the whole thing seem to take a while.
So rather than looping thru each, I thought it would be cool if I could run the batch, but for each record have it tell me how long it took to process relative to the rest so I could get
a sense of what a problem address looks like. So I wrote this query:
the_time - COALESCE(lag(the_time) OVER(ORDER BY the_time), CURRENT_TIMESTAMP) As process_time,
the_time - CURRENT_TIMESTAMP As diff_from_start
FROM (SELECT address_1, city, state, zip,
pprint_addy(normalize_address(coalesce(address_1,'') || ', ' || coalesce(city || ' ','') || state || ' ' || zip)) As pp_addr,
clock_timestamp() As the_time
FROM testgeocode LIMIT 1000) As foo )
WHERE process_time > '00:00:00.016'::interval;
Which returned an output something like this:
address_1 | city | state | zip | pp_addr | the_time | process_time | diff_from_start
48 MAIN ST .. | S.. | MA | 021.. | 48 MAIN .. | 2011-05-10 03:24:43.078-04 | 00:00:00.032 | 00:00:00.032
15 ... | | MA | 018... | 15 GREN... | 2011-05-10 03:24:50.796-04 | 00:00:00.031 | 00:00:07.75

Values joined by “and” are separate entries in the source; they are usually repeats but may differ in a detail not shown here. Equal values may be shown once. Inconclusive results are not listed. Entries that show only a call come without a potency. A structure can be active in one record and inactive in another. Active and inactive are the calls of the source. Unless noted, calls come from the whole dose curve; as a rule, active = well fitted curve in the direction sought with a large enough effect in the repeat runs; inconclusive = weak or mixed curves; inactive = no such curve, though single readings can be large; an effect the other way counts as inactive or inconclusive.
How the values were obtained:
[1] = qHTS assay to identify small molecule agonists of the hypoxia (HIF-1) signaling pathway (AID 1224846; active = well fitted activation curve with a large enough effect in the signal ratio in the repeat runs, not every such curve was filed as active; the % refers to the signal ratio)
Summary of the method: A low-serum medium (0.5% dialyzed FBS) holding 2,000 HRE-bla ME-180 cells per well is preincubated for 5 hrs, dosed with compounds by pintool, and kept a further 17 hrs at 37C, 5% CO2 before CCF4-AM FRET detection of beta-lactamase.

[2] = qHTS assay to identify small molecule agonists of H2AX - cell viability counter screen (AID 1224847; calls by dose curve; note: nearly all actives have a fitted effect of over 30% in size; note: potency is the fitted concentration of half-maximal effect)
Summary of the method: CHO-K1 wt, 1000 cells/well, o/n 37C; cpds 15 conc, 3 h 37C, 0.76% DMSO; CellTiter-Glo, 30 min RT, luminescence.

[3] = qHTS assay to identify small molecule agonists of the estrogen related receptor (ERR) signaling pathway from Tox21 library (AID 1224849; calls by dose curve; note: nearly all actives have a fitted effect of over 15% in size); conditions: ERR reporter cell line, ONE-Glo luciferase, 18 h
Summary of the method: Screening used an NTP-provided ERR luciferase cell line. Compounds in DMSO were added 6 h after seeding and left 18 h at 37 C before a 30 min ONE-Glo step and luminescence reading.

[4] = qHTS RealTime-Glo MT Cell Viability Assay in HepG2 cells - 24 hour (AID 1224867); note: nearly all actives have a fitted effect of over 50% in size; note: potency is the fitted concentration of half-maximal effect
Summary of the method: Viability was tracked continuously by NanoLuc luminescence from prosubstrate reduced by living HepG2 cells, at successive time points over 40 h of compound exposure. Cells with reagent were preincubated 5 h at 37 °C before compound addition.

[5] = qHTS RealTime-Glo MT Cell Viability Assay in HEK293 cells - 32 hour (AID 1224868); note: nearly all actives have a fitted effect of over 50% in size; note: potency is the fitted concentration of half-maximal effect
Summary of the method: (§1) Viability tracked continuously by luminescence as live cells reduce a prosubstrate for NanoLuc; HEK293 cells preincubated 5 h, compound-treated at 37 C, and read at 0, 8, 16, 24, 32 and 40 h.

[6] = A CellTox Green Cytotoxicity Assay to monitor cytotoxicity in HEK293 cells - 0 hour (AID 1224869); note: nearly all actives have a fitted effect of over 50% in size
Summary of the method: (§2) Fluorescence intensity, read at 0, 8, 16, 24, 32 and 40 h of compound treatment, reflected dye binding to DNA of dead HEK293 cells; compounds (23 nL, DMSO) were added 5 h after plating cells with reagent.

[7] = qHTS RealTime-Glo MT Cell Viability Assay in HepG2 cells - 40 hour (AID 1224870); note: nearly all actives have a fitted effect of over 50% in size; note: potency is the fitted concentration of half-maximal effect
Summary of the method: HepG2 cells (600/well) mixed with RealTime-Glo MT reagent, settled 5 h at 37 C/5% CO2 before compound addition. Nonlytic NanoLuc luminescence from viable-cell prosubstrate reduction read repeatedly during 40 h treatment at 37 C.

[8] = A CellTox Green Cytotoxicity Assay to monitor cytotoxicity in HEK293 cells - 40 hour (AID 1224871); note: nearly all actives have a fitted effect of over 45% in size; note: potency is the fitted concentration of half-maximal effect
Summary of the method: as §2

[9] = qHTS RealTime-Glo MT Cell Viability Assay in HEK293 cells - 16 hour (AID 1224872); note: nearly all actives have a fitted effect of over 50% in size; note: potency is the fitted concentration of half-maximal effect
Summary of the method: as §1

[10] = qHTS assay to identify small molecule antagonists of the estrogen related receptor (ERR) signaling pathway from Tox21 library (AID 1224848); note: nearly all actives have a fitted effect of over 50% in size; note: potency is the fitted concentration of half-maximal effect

Wednesday, March 30. 2011
I am happy to report, that the final proof of the PostGIS in Action E-Book got released today
and the printed version is scheduled for release Aprill 11th, 2011 and should be available on Amazon and other locations around then. The other e-Reader formats will come after that.
You can buy from here or download the two free chapters, if you haven't already.
Each hard-copy purchase comes with a free E-Book version. There is a coupon in the back of the book when you get it to get the E-Book versions.
Yes, I know it's been a really really long time.
On the bright side, we produced twice as much content as we had set out to do and that was with keeping things as concise as we
could get away with, still managing to cover more than we set out to cover, and stripping out as many unnecessary words as we could muster.
So 520 pages and almost 2 years later, this is where we are.
A good chunk of the additional bulk of the book was the appendices which are about 150 pages
total and focus strictly on PostgreSQL and SQL. After many comments from early reviewers, we thought it unfair not to have a good chunk of PostgreSQL
and just general relational database content to familiarize programmers and GIS folks with the RDBMS that PostGIS lives in. Most GIS folk unfortunately